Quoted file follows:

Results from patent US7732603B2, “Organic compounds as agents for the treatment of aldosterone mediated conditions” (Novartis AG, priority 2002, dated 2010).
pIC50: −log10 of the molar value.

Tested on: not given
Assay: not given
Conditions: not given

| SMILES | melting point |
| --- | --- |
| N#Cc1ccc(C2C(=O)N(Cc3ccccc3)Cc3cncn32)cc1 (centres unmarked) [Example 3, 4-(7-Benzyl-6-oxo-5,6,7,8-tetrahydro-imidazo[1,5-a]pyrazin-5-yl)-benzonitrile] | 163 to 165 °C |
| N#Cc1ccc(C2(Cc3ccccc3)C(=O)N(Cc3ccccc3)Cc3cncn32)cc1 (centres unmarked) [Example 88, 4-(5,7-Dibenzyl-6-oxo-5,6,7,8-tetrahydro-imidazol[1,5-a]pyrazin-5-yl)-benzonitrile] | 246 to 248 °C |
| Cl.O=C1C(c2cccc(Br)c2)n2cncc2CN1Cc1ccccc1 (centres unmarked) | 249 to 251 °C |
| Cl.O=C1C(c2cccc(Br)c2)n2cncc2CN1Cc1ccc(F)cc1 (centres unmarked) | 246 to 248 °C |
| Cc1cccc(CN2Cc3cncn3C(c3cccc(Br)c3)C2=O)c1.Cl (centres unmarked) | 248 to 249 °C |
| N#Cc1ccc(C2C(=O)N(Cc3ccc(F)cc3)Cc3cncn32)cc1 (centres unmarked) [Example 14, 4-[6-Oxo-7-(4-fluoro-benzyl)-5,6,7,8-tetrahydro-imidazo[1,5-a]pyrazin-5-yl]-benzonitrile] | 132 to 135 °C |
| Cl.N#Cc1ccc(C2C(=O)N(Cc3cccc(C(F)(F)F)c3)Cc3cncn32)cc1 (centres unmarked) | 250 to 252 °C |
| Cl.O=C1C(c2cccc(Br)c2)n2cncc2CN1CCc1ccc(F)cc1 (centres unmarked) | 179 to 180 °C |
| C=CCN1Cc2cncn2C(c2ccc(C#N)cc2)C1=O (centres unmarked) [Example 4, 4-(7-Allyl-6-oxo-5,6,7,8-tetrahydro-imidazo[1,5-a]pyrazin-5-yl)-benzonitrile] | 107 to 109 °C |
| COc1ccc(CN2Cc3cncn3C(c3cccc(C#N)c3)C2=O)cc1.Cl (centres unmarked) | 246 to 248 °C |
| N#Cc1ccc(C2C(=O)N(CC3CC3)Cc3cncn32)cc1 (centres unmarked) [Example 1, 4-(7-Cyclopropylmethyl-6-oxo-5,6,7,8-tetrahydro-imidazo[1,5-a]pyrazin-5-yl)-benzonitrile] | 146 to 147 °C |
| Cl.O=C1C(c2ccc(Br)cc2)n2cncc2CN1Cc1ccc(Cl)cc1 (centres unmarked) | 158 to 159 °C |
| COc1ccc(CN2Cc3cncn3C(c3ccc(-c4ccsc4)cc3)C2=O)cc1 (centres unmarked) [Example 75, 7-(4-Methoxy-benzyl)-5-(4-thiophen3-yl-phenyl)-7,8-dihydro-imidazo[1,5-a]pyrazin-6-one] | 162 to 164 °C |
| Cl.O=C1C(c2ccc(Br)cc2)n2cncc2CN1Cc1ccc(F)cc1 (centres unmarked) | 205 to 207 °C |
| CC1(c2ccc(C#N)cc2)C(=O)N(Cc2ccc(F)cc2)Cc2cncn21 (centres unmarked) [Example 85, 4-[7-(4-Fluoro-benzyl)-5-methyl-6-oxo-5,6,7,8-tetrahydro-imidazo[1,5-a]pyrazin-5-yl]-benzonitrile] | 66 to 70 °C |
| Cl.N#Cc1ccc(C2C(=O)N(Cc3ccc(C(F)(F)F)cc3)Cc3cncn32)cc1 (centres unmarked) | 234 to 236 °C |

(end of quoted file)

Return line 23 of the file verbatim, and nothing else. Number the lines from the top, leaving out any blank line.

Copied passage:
| Cl.N#Cc1ccc(C2C(=O)N(Cc3ccc(C(F)(F)F)cc3)Cc3cncn32)cc1 (centres unmarked) | 234 to 236 °C |